A very odd, fairy-tale like story of a man whose wife suddenly turns into a fox on their morning walk. Initially, he takes her back to his house, dismisses all his servants, shoots his dog, and tries to keep her safe from the hunt, but as the story progresses, her foxy natures becomes more and more dominant.

Complete with beautiful woodcut illustrations.
Jun 26, 2009 rated it liked it  ·  review of another edition
Recommended to Mir by: Deborah Boliver Boehm
Shelves: fantasy
"Here we have something very different. A grown lady is changed straightway into a fox. There is no explaining that away by natural philosophy. The materialism of our age will not help us here." ...more
Amethyst Marie
Feb 19, 2017 rated it did not like it  ·  review of another edition
Shelves: fantasy, classics
I debated my rating on this book long and hard. I eventually decided on a one-star rating in the best possible sense. Like the kind of one-star rating that will motivate me to invite my friends over to watch some wondrously terrible piece of crap on Netflix and laugh out loud through the whole thing.


Sylvia is a ridiculously perfect heroine in the spirit of Elsie Dinsmore. She grew up in the country, so she's innocent, but she was raised by a Protestant governess, so she
Emily M
Mar 06, 2020 rated it really liked it  ·  review of another edition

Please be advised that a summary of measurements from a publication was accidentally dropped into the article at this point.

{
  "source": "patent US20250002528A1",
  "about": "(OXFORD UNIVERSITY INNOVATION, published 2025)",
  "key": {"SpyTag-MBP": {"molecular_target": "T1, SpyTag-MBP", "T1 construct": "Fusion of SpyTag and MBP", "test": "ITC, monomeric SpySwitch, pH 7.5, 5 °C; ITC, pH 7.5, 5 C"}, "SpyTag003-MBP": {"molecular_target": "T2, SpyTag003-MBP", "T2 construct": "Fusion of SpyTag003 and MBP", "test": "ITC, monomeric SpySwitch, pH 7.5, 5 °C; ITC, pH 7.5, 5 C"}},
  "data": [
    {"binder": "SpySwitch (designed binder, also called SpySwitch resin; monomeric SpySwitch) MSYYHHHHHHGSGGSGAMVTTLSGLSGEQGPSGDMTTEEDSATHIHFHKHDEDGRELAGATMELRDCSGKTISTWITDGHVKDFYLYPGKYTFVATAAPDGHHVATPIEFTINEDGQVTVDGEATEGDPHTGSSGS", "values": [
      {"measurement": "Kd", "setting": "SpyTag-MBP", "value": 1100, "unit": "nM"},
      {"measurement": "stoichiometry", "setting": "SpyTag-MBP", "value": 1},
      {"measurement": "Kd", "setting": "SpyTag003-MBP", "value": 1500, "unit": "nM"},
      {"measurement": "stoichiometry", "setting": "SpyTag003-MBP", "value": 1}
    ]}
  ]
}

I’m not prone to going and looking up the lives of authors, but something about this brief novella seemed to encourage it. An allegorical fantasy, but of what, exactly? A man whose wife turns into a fox, and who continues to love her as she grows progressively more wild. An early twentieth century man who comes to terms with becoming a housewife of sorts, to a fox. Who is able to look past infidelity and raise another man’s (fox’s) cubs. There had to be a good story here.

Well, for a start, the s
David Garnett’s 1922 novella is modern folktale, rich in sentiment and in prose style, and always highly readable. This is a strange but simple-told story about a newly married man whose wife suddenly and inexplicable transforms into a fox, and about the long period of heartbreak he experiences in accepting this change and giving her up to the wild. It is a surprisingly touching story and a fine book for reading aloud.
Deceptively simple, beautiful. I didn't realize how much it affected me until I told my spouse the plot and started crying. Found this in one of the many wonderful bookshops in St. Andrews. I'm trying to think of a way to put this on a syllabus soon. It could pair well Ovid's _Metamorphosis_ or Swift's _Gulliver's Travels_ with Coetzee's _Lives of Animals_.

NB: I read the Hesperus edition with John Burnside's forward, which has a much prettier cover than what I'm seeing now on Goodreads.

Jan 02, 2009 rated it liked it  ·  review of another edition